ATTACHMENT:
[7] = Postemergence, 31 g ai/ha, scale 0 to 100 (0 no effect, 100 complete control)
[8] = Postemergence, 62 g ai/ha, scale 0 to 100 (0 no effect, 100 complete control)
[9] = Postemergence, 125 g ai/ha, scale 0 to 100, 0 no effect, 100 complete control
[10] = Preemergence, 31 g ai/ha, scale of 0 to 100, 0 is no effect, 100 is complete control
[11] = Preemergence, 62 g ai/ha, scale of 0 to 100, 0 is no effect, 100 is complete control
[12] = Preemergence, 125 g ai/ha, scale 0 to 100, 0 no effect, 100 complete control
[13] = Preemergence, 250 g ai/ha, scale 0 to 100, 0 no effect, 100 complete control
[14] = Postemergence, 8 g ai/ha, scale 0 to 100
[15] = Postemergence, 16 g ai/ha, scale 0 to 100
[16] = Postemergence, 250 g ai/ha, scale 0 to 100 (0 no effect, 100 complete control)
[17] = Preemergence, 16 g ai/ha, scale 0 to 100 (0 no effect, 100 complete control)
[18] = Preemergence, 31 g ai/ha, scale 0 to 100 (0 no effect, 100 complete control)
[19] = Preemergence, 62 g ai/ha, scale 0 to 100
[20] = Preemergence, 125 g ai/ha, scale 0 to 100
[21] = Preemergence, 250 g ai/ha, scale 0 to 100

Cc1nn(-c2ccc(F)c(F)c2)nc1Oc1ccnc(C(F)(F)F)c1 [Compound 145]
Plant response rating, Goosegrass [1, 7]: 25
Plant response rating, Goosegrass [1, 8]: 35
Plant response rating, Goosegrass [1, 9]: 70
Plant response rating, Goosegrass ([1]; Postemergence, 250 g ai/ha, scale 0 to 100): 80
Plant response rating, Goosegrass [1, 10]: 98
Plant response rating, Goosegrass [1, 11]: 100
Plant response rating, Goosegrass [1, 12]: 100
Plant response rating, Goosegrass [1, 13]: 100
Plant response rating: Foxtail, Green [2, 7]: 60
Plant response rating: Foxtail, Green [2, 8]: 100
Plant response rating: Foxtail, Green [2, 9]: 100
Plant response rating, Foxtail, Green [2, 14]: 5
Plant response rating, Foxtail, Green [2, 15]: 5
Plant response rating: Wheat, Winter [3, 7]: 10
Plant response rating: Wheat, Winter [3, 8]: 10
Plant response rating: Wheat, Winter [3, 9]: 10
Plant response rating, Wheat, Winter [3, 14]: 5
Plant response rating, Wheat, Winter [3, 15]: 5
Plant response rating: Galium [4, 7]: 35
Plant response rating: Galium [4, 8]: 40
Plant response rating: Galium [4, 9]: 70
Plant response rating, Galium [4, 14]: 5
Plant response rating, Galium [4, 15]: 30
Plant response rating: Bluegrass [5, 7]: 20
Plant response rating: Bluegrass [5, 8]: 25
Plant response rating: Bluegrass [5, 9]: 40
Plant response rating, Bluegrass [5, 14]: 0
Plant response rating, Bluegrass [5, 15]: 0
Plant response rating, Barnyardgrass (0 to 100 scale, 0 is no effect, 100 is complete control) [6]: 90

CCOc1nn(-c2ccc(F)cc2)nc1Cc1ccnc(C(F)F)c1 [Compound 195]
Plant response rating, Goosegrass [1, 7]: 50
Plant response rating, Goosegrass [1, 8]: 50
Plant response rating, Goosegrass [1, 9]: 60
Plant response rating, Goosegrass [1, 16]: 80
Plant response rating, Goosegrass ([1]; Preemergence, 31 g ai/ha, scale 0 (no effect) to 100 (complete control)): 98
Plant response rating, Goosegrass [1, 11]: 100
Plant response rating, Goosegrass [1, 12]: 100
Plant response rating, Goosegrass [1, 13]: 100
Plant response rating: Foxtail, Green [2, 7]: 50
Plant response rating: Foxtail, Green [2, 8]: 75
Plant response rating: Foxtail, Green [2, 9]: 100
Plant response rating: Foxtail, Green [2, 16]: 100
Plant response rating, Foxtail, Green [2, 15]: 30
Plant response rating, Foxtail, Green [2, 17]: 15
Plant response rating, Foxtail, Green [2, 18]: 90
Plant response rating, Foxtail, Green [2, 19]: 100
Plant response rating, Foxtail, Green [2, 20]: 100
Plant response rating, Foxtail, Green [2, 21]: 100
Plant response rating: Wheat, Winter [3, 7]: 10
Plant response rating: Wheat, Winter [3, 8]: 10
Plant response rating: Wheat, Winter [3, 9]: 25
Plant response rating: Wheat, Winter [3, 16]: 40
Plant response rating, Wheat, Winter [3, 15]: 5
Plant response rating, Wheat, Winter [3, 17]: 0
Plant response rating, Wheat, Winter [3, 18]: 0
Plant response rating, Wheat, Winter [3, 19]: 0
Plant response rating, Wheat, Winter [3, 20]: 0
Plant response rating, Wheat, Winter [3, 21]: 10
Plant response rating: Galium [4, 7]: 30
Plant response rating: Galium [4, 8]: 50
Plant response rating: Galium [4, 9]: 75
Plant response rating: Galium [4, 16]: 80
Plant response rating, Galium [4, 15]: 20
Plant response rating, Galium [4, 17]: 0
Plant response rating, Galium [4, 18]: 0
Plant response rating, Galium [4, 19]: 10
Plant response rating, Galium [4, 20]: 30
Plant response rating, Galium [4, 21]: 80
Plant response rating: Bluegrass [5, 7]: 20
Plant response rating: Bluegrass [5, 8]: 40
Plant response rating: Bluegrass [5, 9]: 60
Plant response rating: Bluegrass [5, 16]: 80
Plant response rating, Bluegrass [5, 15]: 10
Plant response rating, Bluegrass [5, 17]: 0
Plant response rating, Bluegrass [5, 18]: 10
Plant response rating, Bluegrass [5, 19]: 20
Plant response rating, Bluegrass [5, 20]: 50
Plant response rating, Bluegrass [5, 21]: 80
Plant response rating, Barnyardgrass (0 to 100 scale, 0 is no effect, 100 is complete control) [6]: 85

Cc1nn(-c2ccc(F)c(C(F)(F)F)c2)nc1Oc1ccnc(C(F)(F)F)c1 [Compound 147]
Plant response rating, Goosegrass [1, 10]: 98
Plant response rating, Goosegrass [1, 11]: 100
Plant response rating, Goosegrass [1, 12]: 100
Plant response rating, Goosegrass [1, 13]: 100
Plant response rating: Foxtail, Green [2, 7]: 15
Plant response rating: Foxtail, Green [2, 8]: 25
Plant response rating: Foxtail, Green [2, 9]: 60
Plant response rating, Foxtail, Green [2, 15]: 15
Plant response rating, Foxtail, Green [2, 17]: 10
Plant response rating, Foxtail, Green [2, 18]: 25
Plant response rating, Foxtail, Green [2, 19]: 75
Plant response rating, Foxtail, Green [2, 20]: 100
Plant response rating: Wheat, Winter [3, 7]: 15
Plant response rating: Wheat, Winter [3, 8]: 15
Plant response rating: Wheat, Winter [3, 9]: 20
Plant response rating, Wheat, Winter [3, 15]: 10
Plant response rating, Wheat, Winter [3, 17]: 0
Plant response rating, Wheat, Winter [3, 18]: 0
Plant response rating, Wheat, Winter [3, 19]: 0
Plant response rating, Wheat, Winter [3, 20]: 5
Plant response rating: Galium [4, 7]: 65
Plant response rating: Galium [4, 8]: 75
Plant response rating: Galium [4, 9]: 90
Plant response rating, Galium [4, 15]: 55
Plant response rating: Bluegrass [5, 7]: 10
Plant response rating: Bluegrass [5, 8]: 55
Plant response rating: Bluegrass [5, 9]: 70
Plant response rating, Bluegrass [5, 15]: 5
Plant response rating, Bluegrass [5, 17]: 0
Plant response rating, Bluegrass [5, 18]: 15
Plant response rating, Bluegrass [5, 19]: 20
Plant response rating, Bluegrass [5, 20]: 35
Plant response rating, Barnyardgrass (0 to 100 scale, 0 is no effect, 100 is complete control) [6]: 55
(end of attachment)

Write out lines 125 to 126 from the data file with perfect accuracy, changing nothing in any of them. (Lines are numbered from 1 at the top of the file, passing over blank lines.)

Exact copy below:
Plant response rating, Bluegrass [5, 17]: 0
Plant response rating, Bluegrass [5, 18]: 15